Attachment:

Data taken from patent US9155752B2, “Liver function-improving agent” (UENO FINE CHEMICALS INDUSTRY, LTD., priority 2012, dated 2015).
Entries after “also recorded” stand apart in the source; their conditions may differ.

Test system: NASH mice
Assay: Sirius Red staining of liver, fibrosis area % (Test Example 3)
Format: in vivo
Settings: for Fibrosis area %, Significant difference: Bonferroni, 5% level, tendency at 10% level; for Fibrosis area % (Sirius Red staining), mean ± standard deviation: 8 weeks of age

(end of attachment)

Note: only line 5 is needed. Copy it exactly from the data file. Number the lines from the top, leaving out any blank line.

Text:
Format: in vivo